3 Amazon reader review myths: What you need to know

reader review myths

Authors are asking for and receiving advice from other authors about how to get reader reviews.

Much of the advice is excellent. Some of the most helpful information comes from the “here’s how I did it” stories that many are willing to share in online discussions and in person.

Not all of the advice rings true, though. That’s understandable, because it seems like the “facts” do change regularly. Still, repeating information without verifying it first sometimes adds to the confusion.

On the other hand, some of it is hard to verify. For example, there’s a lot of discussion around reader reviews being removed from Amazon. People speculate that it happens when Amazon identifies social media connections between a reviewer and the book’s author, but I have yet to see Amazon verify that, even though it seems likely to be true.

Other specifics can be confirmed or refuted, though. Here are three Amazon review “myths” and what you need to know about them.

Myth 1: Because of recent changes to Amazon’s review policy, you can no longer give a reader a complimentary copy of your book in exchange for an honest reader review.

While it’s true that Amazon changed its policy for product reviews on October 3, 2016, the changes don’t apply to books. Amazon no longer allows product sellers to give free products in exchange for reviews, but books are exempt from that rule.

Many people, particularly authors, have overlooked the last paragraph of the Amazon announcement with this information. It reads:

“The above changes will apply to product categories other than books. We will continue to allow the age-old practice of providing advance review copies of books.”

Myth 2: Anyone can review a book on Amazon.


According to the retailer’s community guidelines, “To post Customer Reviews or Customer Answers, post on Customer Discussion Forums, or submit content to followers, you must have spent at least $50 on Amazon.com using a valid credit or debit card.”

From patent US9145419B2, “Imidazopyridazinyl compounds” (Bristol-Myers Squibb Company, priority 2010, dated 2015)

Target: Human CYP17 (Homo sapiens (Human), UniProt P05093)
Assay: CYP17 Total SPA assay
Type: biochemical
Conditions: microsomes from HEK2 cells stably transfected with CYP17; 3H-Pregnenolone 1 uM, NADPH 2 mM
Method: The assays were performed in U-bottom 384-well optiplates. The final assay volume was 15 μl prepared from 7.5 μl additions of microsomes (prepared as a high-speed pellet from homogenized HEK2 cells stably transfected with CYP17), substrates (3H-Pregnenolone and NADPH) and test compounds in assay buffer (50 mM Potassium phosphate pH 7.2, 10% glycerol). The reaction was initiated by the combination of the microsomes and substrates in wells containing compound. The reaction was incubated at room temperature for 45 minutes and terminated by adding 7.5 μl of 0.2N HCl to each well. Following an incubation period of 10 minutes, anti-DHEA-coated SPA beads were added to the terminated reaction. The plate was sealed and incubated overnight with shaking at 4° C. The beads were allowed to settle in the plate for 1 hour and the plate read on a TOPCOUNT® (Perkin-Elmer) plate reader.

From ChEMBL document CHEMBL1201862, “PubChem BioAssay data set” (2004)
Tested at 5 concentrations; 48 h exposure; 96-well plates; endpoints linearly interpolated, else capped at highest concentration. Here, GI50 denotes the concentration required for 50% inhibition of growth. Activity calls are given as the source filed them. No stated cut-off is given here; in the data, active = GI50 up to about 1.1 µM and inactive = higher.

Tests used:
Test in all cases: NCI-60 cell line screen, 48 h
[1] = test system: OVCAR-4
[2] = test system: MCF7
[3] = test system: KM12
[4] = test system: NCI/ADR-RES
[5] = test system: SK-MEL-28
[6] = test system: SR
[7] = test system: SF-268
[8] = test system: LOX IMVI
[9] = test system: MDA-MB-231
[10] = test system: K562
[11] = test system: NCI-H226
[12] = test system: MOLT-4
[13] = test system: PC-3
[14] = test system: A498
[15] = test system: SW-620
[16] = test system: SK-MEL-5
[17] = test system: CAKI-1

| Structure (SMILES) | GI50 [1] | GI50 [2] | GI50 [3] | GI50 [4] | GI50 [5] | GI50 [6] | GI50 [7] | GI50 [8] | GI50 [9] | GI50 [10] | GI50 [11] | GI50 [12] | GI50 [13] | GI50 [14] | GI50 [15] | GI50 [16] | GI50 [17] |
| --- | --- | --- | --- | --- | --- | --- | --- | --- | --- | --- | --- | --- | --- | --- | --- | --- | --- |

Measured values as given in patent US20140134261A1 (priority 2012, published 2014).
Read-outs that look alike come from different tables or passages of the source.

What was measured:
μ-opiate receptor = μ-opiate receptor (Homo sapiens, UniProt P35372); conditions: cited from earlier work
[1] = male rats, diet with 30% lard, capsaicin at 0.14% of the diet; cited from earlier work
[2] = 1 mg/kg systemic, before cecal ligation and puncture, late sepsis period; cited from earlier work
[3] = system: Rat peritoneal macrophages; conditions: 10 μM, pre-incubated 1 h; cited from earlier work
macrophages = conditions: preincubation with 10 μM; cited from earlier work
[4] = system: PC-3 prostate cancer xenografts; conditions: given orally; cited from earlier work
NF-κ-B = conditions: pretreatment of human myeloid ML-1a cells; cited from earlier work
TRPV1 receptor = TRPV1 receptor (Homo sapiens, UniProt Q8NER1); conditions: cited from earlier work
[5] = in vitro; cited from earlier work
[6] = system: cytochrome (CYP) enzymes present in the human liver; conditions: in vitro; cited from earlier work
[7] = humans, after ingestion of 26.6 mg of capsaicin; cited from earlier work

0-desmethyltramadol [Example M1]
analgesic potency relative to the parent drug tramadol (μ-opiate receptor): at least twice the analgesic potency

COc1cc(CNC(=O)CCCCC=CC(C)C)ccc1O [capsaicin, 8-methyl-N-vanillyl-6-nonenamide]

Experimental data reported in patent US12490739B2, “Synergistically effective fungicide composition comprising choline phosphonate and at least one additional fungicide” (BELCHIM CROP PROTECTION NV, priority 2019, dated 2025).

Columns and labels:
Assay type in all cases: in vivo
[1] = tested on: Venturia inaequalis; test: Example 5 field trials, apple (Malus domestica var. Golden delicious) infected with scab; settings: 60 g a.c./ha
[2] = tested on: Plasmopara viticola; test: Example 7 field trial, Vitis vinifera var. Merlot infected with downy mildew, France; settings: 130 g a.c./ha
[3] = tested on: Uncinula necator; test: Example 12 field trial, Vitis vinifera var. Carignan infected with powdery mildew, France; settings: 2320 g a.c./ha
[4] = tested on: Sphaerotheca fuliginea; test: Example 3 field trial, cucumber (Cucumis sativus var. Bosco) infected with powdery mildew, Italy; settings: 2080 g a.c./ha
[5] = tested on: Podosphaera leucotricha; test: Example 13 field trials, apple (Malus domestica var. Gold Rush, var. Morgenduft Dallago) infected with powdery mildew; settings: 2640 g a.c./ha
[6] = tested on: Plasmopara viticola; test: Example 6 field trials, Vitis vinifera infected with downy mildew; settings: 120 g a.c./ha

That’s not $50 the day you want to write a review. It’s $50 over the lifetime of your Amazon customer account.

Myth 3: You can’t review a book unless you bought it on Amazon. (Another variation: You must have an “Amazon verified purchase” to write a review.)

I asked Amazon about this while writing an article for this site, “The Amazon review brouhaha and you.”

Here’s what an Amazon representative told me:  “Anyone registered as an Amazon.com customer is entitled to write a product review. It doesn’t matter whether they bought the product from our website or not. Also, we encourage reviews on Amazon.com website, both positive and negative, verified or non verified as long as they adhere to our posted guidelines. Customer Reviews are meant to give customers unbiased product feedback from fellow shoppers, any reviews that could be viewed as advertising, promotional, or misleading will not be posted.”

How to get reader reviews

Many reader reviews happen organically — meaning, someone reads your book and writes a review on Amazon, Goodreads. BN.com, and other book retail sites. You don’t play a role in the process.

Sometimes, though, you need to help things along by giving books to your target audience to review. You provide the book in exchange for an honest review. (Note that key word honest.)

One way to find people in your target audience who might review your book is to search Amazon for the names of readers who have reviewed books like yours. You can do that manually, or let the Reviewer Grabber Tool to do it for you.

There are a number of other ways to find appropriate reviewers, too. You can use your email list, review blogs, review clubs, a street team, and many other options outlined in the Build Book Buzz audio training program, “How to Get Honest Book Reviews in 3 Easy Steps.”